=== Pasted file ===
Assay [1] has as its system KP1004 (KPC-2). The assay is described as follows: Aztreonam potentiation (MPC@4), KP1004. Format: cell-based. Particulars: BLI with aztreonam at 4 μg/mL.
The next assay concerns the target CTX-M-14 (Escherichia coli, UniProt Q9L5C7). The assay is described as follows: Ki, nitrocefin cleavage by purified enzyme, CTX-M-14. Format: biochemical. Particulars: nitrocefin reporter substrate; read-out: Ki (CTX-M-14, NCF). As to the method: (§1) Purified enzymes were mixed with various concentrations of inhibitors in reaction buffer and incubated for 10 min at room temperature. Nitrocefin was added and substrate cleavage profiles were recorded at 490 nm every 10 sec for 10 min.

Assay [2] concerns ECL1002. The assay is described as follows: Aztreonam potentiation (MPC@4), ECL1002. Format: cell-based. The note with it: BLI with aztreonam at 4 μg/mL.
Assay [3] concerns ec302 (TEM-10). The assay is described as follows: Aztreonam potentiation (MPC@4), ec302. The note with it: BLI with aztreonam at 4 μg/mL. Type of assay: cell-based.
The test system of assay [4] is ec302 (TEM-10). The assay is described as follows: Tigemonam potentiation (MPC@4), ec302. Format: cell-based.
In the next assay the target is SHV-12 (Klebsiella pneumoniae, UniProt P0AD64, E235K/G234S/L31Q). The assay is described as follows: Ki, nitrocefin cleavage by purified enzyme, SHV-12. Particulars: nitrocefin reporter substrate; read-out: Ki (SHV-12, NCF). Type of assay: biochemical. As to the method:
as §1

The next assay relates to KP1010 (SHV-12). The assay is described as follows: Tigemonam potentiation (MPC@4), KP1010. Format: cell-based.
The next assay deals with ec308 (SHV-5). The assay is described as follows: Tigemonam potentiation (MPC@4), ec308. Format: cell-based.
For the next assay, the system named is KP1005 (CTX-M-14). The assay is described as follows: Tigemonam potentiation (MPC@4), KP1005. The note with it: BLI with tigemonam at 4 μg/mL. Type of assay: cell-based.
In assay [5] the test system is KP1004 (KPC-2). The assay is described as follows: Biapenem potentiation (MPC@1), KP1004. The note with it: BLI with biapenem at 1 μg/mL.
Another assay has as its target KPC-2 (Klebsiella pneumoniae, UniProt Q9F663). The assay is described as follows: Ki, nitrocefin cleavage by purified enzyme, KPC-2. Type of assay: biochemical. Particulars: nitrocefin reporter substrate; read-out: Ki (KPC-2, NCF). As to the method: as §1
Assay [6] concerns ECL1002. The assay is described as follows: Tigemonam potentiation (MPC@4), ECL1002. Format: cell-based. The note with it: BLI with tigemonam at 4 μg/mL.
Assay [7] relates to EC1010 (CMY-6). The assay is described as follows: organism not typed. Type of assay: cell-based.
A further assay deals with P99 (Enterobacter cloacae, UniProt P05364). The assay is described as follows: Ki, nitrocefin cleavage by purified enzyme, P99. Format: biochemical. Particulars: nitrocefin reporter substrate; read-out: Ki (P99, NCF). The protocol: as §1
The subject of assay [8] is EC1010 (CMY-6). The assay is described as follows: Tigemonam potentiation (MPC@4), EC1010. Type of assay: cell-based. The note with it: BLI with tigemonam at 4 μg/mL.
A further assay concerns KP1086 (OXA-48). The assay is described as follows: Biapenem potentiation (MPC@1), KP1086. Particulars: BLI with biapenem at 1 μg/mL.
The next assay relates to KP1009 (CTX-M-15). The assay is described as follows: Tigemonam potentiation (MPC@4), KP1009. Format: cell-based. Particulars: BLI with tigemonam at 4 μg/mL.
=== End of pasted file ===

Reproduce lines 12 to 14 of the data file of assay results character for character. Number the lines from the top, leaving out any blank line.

Another assay has as its target KPC-2 (Klebsiella pneumoniae, UniProt Q9F663). The assay is described as follows: Ki, nitrocefin cleavage by purified enzyme, KPC-2. Type of assay: biochemical. Particulars: nitrocefin reporter substrate; read-out: Ki (KPC-2, NCF). As to the method: as §1
Assay [6] concerns ECL1002. The assay is described as follows: Tigemonam potentiation (MPC@4), ECL1002. Format: cell-based. The note with it: BLI with tigemonam at 4 μg/mL.
Assay [7] relates to EC1010 (CMY-6). The assay is described as follows: organism not typed. Type of assay: cell-based.